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Doing some exercises from Cornelsen Grammatik aktive A1-B1, I had to write a phrase connecting some words using the future tense. What I don't understand yet, is why in the following examples the "place" changes position:

  1. Nächtes Jahr werden die Deutschen ein neues Parlament wählen.
  2. Am kommenden Montag wird die Präsidentin im Parlament sprechen.

Until now, all good. But:

  1. Nächsten Monat werden in Wien die Weltmeisterschaften stattfinden.

Why does the place in example 3. go before the subject, when example 2. has a similar structure (sth./so. – somewhere – action), but im Parlament goes after the subject? What am I missing?

Would it be correct to write it like this:

  • Nächsten Monat werden die Weltmeisterschaften in Wien stattfinden.
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    Btw, there is no place in your first example. "ein neues Parlament" is the object of that sentence and refers to the institution not the place.
    – Roland
    Apr 1 at 5:56
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    Perhaps it's just me, but using z.B. as a label seem wrong, like using "e.g." as a label in English. (Actually it's from Latin but whatever.) Perhaps Bsp. 1, Bsp. 2, ... would be better.
    – RDBury
    Apr 1 at 15:00
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    Please note that all of your examples use future tense, so the difference in word order is not because of future or other tense.
    – RalfFriedl
    Apr 1 at 18:20
  • @RDBury you are totally right. When I wrote the first part it looked ok, but as I mentioned it, it indeed became weird. Fixed that now. Thanks. @RalfFriedl You mean, in present tense would it also be ok to swap in Wien and die Weltmeisterschaften? Apr 2 at 19:05
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German is quite flexible in this regard. Your last example would also be correct and actually be more common. Different order can be used to emphasize certain parts of the sentence.

"Nächsten Monat werden die Weltmeisterschaften in Wien stattfinden." puts more emphasis on the place.

"Nächsten Monat werden in Wien die Weltmeisterschaften stattfinden." puts more emphasis on the championships.

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  • The way understand it is that the topic goes first and the new or significant information goes last when there is a choice. So if there were world championships held every month, and the only question was where, then you'd put in Wien last. That said, it is unusual to put the subject so far away from the finite verb, so I think you'd normally put die Weltmeisterschaften first if that was to be emphasized. Also, side issue, since the time frame is mentioned, I think the sentence would normally be in present tense, not future tense.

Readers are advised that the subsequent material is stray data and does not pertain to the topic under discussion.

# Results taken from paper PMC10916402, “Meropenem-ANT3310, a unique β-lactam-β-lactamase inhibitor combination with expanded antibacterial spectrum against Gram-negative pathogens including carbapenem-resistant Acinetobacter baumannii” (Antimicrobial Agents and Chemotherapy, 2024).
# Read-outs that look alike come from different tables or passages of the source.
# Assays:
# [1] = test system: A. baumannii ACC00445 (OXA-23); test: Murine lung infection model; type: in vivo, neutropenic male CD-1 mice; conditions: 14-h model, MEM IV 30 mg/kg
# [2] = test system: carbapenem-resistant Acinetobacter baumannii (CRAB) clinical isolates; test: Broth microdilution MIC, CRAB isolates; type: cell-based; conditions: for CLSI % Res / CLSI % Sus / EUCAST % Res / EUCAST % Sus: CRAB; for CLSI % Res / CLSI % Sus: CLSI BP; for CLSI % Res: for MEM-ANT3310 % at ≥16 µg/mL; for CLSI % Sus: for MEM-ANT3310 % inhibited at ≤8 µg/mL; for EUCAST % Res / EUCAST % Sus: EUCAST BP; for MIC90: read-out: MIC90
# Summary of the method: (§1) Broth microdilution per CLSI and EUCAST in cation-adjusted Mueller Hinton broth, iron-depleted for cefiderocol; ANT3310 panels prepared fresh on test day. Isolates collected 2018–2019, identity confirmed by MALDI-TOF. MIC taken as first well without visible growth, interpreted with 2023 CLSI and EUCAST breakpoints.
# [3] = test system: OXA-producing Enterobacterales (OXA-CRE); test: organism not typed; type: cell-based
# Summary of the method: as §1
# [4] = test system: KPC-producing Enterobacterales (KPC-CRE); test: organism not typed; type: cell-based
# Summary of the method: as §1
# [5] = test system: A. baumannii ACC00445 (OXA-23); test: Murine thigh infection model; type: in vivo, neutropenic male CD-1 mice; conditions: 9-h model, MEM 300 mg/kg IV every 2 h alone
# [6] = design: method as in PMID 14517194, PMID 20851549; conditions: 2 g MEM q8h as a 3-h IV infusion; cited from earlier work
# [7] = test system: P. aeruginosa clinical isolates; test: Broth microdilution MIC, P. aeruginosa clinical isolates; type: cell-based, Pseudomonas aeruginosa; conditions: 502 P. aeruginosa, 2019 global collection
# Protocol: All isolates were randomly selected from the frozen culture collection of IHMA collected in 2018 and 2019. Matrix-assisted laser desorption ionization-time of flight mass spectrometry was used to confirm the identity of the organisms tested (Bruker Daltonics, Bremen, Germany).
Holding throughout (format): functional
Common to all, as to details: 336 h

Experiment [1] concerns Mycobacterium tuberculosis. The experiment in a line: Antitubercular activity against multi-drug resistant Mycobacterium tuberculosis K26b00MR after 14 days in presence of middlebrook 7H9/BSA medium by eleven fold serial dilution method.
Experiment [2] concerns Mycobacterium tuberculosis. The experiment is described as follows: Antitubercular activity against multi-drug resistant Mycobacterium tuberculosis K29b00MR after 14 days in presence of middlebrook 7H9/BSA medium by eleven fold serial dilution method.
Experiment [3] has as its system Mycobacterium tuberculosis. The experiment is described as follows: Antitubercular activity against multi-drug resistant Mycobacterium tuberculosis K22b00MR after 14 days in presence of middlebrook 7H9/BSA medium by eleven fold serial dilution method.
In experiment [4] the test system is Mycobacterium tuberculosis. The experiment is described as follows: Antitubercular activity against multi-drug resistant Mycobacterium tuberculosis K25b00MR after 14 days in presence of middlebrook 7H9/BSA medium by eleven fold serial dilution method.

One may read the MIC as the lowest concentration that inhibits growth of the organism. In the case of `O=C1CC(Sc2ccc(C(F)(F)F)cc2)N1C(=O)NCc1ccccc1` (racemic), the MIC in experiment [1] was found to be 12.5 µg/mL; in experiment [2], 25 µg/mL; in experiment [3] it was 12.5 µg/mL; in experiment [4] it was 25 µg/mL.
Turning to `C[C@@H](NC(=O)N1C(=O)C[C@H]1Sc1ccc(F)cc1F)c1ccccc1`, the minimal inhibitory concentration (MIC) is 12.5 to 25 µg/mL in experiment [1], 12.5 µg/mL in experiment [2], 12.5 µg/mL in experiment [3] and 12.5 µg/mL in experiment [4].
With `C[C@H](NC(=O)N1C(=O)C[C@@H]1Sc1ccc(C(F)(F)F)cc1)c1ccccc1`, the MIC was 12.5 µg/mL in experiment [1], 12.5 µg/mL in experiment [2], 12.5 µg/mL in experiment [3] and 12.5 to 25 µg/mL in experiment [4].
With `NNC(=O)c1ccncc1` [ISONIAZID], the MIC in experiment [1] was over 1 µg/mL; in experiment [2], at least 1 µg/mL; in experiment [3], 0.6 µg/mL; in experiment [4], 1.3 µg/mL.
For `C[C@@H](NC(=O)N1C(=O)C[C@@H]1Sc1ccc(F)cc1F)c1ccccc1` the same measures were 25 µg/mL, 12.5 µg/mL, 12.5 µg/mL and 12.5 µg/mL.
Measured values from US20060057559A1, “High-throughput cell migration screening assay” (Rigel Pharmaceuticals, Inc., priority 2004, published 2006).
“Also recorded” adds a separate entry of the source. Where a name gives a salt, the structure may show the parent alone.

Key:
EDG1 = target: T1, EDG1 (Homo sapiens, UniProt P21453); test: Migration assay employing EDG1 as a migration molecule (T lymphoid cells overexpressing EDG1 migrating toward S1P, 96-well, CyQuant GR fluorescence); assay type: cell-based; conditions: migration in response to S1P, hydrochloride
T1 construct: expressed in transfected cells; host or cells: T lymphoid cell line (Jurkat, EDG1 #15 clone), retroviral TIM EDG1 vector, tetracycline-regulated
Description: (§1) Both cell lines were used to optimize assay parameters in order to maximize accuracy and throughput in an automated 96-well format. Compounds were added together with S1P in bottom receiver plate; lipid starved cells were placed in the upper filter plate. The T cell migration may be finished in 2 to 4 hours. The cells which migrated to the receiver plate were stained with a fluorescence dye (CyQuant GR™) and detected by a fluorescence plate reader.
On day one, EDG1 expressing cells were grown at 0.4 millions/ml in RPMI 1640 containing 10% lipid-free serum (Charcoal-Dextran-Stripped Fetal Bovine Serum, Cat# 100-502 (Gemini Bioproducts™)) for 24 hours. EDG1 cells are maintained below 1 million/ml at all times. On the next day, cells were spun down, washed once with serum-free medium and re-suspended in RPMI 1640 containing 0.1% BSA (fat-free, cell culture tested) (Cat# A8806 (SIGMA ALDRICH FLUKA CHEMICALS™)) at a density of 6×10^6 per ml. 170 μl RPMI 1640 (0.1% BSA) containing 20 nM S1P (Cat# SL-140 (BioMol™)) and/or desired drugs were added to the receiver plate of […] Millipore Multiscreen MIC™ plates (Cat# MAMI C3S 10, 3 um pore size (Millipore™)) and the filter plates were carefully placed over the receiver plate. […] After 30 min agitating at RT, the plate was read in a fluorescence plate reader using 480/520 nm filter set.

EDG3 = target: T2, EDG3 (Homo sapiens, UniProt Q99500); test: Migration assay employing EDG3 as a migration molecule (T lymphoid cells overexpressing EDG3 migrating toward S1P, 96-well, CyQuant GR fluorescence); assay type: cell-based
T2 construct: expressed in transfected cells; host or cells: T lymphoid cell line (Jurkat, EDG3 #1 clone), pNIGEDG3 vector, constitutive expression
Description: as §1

– RDBury
    Apr 1 at 15:32
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As @Roland wrote: it's a matter of emphasis. The word order of a German sentence depends among others on the fact which information is known ('topic', German: Thema) and which is new ('comment', German: Rhema). From Wikipedia:

So-called free-word order languages (e.g. [...] to a certain extent [...] German) use word-order as the primary means. Usually the topic precedes focus.

Hence, as a tendency one would use

  • werden die Weltmeisterschaften in Wien stattfinden to emphasize in Vienna
  • werden in Wien die Weltmeisterschaften stattfinden to emphasize the world championships.
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    "Usually" is suposed to mean "don't freak out if it's not as usual". There's maybe only a microscopical difference in emphasis between your two example sentences. IMHO not even worth mentioning.
    – tofro
    Apr 8 at 7:36
  • @tofro (1) As a tendency is supposed to mean even less than usually, so I don't see what you are referring to. (2) It's not about a difference in meaning, but when a L1 speaker uses which. This has been observed empirically and led to the topic-comment understanding. (3) Nonetheless, there can be a bigger difference since die Weltmeisterschaften in Wien could be one subject, while with other word orders in Wien is necessarily a complement of the predicate. Apr 8 at 17:43
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The word order in this case is interchangeable. There are different ways to put the focus: some would put the more important word first, others would put it last. In this case it would be necessary to hear the writer saying it because the word he emphasizes more would tell us on what exactly the writer is focusing on, either the location or the competition.

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